no one thinks it’s him/her – but it could be you

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Anger and frustration are the only two feelings I can put into words regarding the maelstrom surrounding … well, everything – the exhausting everything – around #metoo, sexual harassment/assault, consent, sexism and the whole bubbling stew of every related thing that can be stirred in. It’s too complex and all-encompassing, touching on so many issues, to be able to parse effectively. Even if I could separate all the component parts, I am too indescribably angry and frustrated to do so.

But the thought that keeps coming back to me again and again is this line that people draw (I use the word “people” here because sometimes women are the ‘predators’ and sometimes men are the ‘victims’ – and even these labels are not going to be detailed and inclusive enough – but that isn’t my point): the line where one person stands, on the side of which (s)he (“he” from here on out because it’s usually a “he”) really, truly believes he has never done anything wrong. The “No Man Thinks It’s Him” line. It could be you standing on one side of this line, firm in the belief that you have never assaulted someone, never harassed someone, never pushed someone beyond their comfort zone, never took advantage of a power dynamic that essentially left the other person feeling they had no choice. But you could be on the other side of that line as much as any of these things could have happened to you.

I was more fired up about this particular point many months ago, but never had the time to articulate this. This is always the danger: when you don’t act immediately, the passion behind your motivation dissipates, or fear, or antipathy – any number of things – creep in. You just want to forget. You just want to move on. How many of us have just wanted to move on? We can see how speaking out may get your voice a megaphone (see #metoo), but the results can end up being terrifying (see the Kavanaugh confirmations and Christine Blasey Ford; oh yes, we’ve come so far since the divisive Clarence Thomas-Anita Hill case. No… history repeats and just a lot of noise around something that… goes on being exactly the same).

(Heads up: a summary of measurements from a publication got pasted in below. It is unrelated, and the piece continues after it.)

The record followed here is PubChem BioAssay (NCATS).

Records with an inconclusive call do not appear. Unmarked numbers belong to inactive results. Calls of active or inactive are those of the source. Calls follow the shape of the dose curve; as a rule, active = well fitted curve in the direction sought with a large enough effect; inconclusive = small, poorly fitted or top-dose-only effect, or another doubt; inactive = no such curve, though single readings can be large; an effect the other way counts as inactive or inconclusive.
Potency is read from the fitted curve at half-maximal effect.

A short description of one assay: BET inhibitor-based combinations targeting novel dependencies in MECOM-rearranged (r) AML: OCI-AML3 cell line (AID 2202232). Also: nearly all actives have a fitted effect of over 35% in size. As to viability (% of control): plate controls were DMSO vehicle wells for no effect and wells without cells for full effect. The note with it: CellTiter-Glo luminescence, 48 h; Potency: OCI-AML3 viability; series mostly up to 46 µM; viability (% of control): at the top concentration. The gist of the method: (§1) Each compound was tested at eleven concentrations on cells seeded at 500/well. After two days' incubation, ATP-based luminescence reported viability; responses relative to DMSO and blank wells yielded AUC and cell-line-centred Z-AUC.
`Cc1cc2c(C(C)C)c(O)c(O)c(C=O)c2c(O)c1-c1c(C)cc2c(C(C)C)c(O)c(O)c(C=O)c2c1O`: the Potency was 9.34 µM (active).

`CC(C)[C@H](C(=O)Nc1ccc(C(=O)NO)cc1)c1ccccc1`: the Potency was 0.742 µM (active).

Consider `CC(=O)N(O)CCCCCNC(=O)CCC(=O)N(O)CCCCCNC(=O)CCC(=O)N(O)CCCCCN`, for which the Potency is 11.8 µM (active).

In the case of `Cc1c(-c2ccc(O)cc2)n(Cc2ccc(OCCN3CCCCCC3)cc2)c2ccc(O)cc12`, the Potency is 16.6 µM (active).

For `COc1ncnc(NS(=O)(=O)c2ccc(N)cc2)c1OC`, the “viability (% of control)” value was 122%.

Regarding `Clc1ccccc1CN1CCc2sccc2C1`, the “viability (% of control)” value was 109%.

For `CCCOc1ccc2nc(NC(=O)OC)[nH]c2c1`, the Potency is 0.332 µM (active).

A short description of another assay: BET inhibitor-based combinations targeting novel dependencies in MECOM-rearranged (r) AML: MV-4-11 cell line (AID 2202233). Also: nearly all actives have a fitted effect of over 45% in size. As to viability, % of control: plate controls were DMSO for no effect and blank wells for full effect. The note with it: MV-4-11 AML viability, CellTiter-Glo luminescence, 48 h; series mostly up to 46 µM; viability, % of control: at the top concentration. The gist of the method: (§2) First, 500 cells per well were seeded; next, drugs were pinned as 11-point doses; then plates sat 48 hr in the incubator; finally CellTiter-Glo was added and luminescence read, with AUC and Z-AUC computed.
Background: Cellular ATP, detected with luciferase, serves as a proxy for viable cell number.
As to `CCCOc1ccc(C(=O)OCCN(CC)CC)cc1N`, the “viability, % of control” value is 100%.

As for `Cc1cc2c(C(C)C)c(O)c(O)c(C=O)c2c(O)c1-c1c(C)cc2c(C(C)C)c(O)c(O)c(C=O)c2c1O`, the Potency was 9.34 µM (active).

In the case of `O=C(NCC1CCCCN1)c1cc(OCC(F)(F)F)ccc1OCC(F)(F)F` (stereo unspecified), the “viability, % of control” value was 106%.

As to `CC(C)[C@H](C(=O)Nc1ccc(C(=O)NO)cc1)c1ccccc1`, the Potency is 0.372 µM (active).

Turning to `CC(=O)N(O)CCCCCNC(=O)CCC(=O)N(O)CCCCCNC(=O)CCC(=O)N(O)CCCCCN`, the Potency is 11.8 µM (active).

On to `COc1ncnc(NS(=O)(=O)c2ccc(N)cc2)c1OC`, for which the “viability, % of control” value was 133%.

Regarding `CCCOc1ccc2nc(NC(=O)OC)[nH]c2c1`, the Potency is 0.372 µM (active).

There are no consequences for those, particularly powerful white men with powerful white male friends, who abuse. Make as much noise as you want – it has not changed the real way in which such cases and complaints are handled, nor how victims are seen and treated. Certainly not in the court of public opinion.

And, as several articles highlighted as the Kavanaugh story got underway: both of them could well be telling the truth. Because in a man like Kavanaugh’s mind he never did anything wrong. This is how the “No Man Thinks It’s Him” line is drawn. All these people (again, primarily men, but I do know women who are wildly inappropriate to near-criminal levels) truly believe they never did anything wrong. Anything that happened was the norm, was expected, was agreed to.

One of the first times I really thought about this was when I stumbled across a video discussion among a group of relatively well-known actors and some lesser-known but still influential entertainment-industry type men called “Man Enough:. Essentially they sit and discuss together in frank terms their own transgressions, acknowledging that they never really saw the extent of the problem but eventually realized that it is also all of their responsibility, i.e., lamenting all the times they never said anything to stop others from behaving badly (which could mean a vast range of things) toward women. They acknowledge that their silence is complicity. But at the same time, while they may have alluded to their own actions (not necessarily treating women with as much respect as they should have), they still perceived themselves as being on “the right side” of this “No Man Thinks It’s Him” line.